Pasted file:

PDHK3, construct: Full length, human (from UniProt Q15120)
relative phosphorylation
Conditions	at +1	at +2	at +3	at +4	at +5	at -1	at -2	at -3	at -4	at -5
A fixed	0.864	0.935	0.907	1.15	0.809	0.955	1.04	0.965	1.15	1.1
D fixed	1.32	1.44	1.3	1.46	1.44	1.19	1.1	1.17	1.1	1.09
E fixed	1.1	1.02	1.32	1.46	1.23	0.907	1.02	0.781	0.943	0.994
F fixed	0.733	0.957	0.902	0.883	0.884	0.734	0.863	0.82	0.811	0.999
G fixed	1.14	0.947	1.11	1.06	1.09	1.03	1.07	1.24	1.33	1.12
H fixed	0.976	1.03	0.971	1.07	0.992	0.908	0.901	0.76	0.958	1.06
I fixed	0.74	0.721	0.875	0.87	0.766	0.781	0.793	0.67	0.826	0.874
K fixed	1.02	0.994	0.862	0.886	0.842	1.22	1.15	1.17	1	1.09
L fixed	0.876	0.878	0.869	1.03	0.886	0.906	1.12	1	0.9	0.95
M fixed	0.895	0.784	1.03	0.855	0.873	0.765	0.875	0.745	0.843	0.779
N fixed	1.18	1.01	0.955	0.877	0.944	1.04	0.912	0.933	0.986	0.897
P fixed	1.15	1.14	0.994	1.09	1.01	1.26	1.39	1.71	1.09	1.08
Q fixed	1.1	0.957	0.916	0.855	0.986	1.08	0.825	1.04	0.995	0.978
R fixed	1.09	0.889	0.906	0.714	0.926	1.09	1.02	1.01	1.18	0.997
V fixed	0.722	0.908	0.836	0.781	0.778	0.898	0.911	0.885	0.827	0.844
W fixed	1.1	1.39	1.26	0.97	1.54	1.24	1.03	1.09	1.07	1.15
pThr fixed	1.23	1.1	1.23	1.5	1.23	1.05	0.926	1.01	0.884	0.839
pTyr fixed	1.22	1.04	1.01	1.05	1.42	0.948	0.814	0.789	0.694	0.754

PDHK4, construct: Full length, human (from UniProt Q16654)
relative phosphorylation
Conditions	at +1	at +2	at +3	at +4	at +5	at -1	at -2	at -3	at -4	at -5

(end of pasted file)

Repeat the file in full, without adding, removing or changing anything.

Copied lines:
PDHK3, construct: Full length, human (from UniProt Q15120)
relative phosphorylation
Conditions	at +1	at +2	at +3	at +4	at +5	at -1	at -2	at -3	at -4	at -5
A fixed	0.864	0.935	0.907	1.15	0.809	0.955	1.04	0.965	1.15	1.1
D fixed	1.32	1.44	1.3	1.46	1.44	1.19	1.1	1.17	1.1	1.09
E fixed	1.1	1.02	1.32	1.46	1.23	0.907	1.02	0.781	0.943	0.994
F fixed	0.733	0.957	0.902	0.883	0.884	0.734	0.863	0.82	0.811	0.999
G fixed	1.14	0.947	1.11	1.06	1.09	1.03	1.07	1.24	1.33	1.12
H fixed	0.976	1.03	0.971	1.07	0.992	0.908	0.901	0.76	0.958	1.06
I fixed	0.74	0.721	0.875	0.87	0.766	0.781	0.793	0.67	0.826	0.874
K fixed	1.02	0.994	0.862	0.886	0.842	1.22	1.15	1.17	1	1.09
L fixed	0.876	0.878	0.869	1.03	0.886	0.906	1.12	1	0.9	0.95
M fixed	0.895	0.784	1.03	0.855	0.873	0.765	0.875	0.745	0.843	0.779
N fixed	1.18	1.01	0.955	0.877	0.944	1.04	0.912	0.933	0.986	0.897
P fixed	1.15	1.14	0.994	1.09	1.01	1.26	1.39	1.71	1.09	1.08
Q fixed	1.1	0.957	0.916	0.855	0.986	1.08	0.825	1.04	0.995	0.978
R fixed	1.09	0.889	0.906	0.714	0.926	1.09	1.02	1.01	1.18	0.997
V fixed	0.722	0.908	0.836	0.781	0.778	0.898	0.911	0.885	0.827	0.844
W fixed	1.1	1.39	1.26	0.97	1.54	1.24	1.03	1.09	1.07	1.15
pThr fixed	1.23	1.1	1.23	1.5	1.23	1.05	0.926	1.01	0.884	0.839
pTyr fixed	1.22	1.04	1.01	1.05	1.42	0.948	0.814	0.789	0.694	0.754

PDHK4, construct: Full length, human (from UniProt Q16654)
relative phosphorylation
Conditions	at +1	at +2	at +3	at +4	at +5	at -1	at -2	at -3	at -4	at -5